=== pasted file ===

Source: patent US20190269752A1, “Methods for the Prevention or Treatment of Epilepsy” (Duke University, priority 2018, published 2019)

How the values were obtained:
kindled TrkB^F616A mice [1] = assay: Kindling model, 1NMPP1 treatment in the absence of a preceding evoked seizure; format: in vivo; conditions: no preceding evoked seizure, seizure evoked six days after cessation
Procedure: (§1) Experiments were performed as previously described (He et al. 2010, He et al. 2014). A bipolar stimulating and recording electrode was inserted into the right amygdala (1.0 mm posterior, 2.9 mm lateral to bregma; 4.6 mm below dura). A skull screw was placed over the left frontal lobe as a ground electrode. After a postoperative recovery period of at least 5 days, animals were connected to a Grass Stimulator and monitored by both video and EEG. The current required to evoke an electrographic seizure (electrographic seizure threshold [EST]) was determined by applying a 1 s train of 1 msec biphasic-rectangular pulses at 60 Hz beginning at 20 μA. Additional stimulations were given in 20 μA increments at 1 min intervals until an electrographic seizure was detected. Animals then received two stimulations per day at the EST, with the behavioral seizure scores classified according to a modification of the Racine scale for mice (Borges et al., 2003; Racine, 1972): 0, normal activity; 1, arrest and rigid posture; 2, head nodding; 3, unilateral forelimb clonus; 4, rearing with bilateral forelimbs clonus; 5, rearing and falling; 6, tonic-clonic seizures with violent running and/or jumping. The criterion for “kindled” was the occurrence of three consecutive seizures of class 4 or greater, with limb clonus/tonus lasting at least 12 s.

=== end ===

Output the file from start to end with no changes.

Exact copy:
Source: patent US20190269752A1, “Methods for the Prevention or Treatment of Epilepsy” (Duke University, priority 2018, published 2019)

How the values were obtained:
kindled TrkB^F616A mice [1] = assay: Kindling model, 1NMPP1 treatment in the absence of a preceding evoked seizure; format: in vivo; conditions: no preceding evoked seizure, seizure evoked six days after cessation
Procedure: (§1) Experiments were performed as previously described (He et al. 2010, He et al. 2014). A bipolar stimulating and recording electrode was inserted into the right amygdala (1.0 mm posterior, 2.9 mm lateral to bregma; 4.6 mm below dura). A skull screw was placed over the left frontal lobe as a ground electrode. After a postoperative recovery period of at least 5 days, animals were connected to a Grass Stimulator and monitored by both video and EEG. The current required to evoke an electrographic seizure (electrographic seizure threshold [EST]) was determined by applying a 1 s train of 1 msec biphasic-rectangular pulses at 60 Hz beginning at 20 μA. Additional stimulations were given in 20 μA increments at 1 min intervals until an electrographic seizure was detected. Animals then received two stimulations per day at the EST, with the behavioral seizure scores classified according to a modification of the Racine scale for mice (Borges et al., 2003; Racine, 1972): 0, normal activity; 1, arrest and rigid posture; 2, head nodding; 3, unilateral forelimb clonus; 4, rearing with bilateral forelimbs clonus; 5, rearing and falling; 6, tonic-clonic seizures with violent running and/or jumping. The criterion for “kindled” was the occurrence of three consecutive seizures of class 4 or greater, with limb clonus/tonus lasting at least 12 s.